Two bites of the apple- limitation in professional negligence cases
General Medical Council (GMC)
The GMC has published its annual survey of junior doctors (http://www.gmc-uk.org/NTS_trainee_survey_2011.pdf_45270429.pdf) which illustrates the experiences and perceptions of over 46,000 doctors in training, working across the UK. The results of the survey show that whilst most training and supervision of junior doctors is good, 25% of newly qualified doctors did not feel ready to take the next step in their career while 22% of trainees reported that they were forced to cope with challenges they were not adequately prepared for. Further concerns included insufficient feedback and working over the 48 hours a week limit.
The GMC intends to consult on proposals for the approval and recognition of trainers to strengthen existing practices for the support and supervision of trainees and junior doctors. While working with senior doctors, managers and medical educators, the GMC will seek to make the necessary improvements.
General Osteopathic Council
After a consultation earlier this year, the Professional Conduct Committee (PCC) decided that there would be no change to the way witnesses give evidence at Fitness to Practise hearings. Witnesses of fact currently read out their statements, copies of which have been provided to the panel and parties. The PCC based its decision on the overwhelming opposition to the proposed changes and considered it inappropriate to implement a change that was unsupported by osteopaths, those who represent the parties and the Fitness to Practise Policy Committee.
In other news, the General Osteopathic Council has recently announced that Alison White, a Chartered Director and Chartered Management Accountant, will be appointed as the new Chair of Council as of 1 April 2012. Senior posts previously held by Alison White include Chief Executive of the National Pharmacy Association and Interim Chief Executive of the General Dental Council.
Alison White has stated that she is “very much looking forward to working with the profession… to continue to raise standards of osteopathic practice for the benefit of patients.”
The current Chair, Professor Adrian Eddleston, has expressed that he is “confident she will successfully lead the Council through the next phase of its development.”
General Chiropractic Council (GCC)
Major General David Howell CB, OBE joined the GCC on 14 November 2011 as Chief Executive and Registrar. Previous posts held by Major General Howell include Director of Regulatory Services at the General Optical Council and Director General for Army Legal Services. A barrister by background, Major General Howell’s experience ranges from conducting serious criminal cases to administrative and international law. He has stated that he is “delighted to be joining the GCC at such an exciting time…my priorities are that the GCC is robust in its planning, while strongly representing the interests of the patients and the public.”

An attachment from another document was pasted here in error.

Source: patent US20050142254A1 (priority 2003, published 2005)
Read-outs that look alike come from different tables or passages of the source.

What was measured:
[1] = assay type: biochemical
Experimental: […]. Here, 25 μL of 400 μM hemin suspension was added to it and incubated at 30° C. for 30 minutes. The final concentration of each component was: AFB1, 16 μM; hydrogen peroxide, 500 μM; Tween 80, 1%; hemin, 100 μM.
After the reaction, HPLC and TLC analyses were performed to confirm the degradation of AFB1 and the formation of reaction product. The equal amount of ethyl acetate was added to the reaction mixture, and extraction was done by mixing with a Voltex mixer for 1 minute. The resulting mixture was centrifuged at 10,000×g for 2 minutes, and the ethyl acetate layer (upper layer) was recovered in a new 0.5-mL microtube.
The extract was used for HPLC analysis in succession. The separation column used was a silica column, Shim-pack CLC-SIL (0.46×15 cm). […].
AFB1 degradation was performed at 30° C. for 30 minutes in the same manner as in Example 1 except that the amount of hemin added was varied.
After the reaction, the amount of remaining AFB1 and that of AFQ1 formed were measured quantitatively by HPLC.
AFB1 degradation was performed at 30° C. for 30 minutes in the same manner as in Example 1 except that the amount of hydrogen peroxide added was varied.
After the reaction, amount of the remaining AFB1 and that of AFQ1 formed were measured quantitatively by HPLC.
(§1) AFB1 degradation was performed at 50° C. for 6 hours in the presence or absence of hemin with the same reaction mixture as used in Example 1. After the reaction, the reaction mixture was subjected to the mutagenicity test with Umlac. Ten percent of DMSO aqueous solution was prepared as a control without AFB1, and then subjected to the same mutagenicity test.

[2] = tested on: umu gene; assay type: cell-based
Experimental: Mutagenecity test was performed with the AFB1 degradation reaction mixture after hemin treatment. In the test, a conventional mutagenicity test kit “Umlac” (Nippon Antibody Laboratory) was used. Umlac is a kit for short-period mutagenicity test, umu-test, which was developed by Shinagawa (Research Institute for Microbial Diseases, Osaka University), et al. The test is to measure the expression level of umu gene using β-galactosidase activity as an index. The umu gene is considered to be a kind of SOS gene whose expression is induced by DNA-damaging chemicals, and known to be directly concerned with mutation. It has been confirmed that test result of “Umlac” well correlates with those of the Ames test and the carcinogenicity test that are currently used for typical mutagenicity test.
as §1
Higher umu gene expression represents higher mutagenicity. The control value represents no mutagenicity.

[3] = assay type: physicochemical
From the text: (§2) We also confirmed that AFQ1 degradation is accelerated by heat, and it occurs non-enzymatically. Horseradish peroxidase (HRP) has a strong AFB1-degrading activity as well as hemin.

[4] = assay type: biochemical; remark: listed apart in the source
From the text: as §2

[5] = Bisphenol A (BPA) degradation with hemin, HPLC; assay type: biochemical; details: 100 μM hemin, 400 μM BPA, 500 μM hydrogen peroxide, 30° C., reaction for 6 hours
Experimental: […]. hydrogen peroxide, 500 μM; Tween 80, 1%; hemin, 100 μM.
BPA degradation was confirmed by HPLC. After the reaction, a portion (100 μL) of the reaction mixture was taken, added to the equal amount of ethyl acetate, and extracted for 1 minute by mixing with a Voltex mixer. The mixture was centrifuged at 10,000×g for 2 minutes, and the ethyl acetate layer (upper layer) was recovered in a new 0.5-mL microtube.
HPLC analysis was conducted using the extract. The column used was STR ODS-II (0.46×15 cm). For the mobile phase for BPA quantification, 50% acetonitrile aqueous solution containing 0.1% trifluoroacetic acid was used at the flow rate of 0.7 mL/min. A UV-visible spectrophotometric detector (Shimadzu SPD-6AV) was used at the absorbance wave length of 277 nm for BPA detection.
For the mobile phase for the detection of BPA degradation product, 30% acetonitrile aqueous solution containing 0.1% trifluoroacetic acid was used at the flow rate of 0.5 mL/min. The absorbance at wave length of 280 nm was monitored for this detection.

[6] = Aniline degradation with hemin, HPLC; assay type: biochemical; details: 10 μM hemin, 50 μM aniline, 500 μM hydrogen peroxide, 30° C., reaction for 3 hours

The Nursing and Midwifery Council (NMC)
In July 2011, the Council for Healthcare Regulatory Excellence (CHRE) audited 100 (out of a possible 1,532) cases closed by the NMC in 2011, assessing the initial stages of its fitness to practise process. The Chief Executive and Registrar of the NMC, Professor Dickon Weir-Hughes, has recently responded to CHRE’s findings and made the following remarks:
“The NMC is pleased CHRE has acknowledged improvements made in prioritising serious cases. The NMC is now working to address issues identified in the audit report and the hard work and commitment of the fitness to practise team has secured a turnaround. The Department of Health is working with the NMC to change the legal framework to help develop a modern, responsive and efficient service in making a real difference to public protection.” [sic]
Health Care Professions Council (HCPC)
The HCPC has launched a consultation (running from 1 November 2011 – 2 March 2012) on the most effective way of assuring student fitness to practise. Given the abolition of the General Social Care Council, which currently registers student social workers, the HCPC will have discretionary powers to establish voluntary registers of students subject to parliamentary approval. It is seeking the view of its stakeholders on the most effective way of assuring the fitness to practise of students from the other 15 professions it regulates across the UK. The main options under consideration are:
General Optical Council (GOC)
The General Optical Council has announced that Mandie Lavin has been appointed as its interim director of regulation. A qualified barrister, Mandie Lavin brings with her a wealth of experience of working in regulation. As former director of the Bar Standards Board and director of fitness to practise and legal affairs at the Royal Pharmaceutical Society of Great Britain, “Mandie has the knowledge and expertise to ensure that we continue to deliver high standards of public protection” (Samantha Peters, GOC chief executive and registrar).
Solicitors Regulation Authority (SRA)
In its response to the Legal Services Board’s consultation on the scope of reserved activities, the SRA has said that all legal services should be regulated to provide better protection for consumers. The SRA is seeking a fundamental review of the basis of regulation of legal services in England and Wales. In its view, the current problems include:
The SRA sets out the need for regulation in the wider public interest and to promote and protect the interests of consumers.
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